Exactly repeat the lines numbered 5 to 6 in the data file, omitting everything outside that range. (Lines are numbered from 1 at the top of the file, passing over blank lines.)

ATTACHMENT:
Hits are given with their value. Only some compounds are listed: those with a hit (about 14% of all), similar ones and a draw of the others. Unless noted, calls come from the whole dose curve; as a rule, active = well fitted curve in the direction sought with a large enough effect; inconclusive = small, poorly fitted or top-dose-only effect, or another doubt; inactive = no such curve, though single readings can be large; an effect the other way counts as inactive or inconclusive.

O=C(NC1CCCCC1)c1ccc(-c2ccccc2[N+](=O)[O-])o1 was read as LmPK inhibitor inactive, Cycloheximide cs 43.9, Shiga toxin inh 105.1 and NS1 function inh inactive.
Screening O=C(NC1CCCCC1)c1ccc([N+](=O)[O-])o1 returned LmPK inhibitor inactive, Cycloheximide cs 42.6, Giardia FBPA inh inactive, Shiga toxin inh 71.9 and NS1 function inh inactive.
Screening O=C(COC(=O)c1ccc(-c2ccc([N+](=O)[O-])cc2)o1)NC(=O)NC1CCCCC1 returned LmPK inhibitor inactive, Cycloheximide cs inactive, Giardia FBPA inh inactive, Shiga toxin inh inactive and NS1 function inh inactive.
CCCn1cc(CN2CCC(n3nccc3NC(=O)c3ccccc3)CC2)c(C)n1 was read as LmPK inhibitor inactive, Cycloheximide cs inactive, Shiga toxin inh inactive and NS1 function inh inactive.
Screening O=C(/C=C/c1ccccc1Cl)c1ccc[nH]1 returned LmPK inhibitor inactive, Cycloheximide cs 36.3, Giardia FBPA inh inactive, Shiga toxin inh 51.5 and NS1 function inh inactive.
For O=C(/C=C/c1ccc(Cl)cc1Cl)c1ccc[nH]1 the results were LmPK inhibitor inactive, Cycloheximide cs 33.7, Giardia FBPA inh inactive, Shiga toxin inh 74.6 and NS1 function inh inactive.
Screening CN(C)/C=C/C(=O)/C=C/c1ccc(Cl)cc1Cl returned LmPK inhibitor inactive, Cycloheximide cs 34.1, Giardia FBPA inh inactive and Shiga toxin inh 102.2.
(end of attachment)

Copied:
CCCn1cc(CN2CCC(n3nccc3NC(=O)c3ccccc3)CC2)c(C)n1 was read as LmPK inhibitor inactive, Cycloheximide cs inactive, Shiga toxin inh inactive and NS1 function inh inactive.
Screening O=C(/C=C/c1ccccc1Cl)c1ccc[nH]1 returned LmPK inhibitor inactive, Cycloheximide cs 36.3, Giardia FBPA inh inactive, Shiga toxin inh 51.5 and NS1 function inh inactive.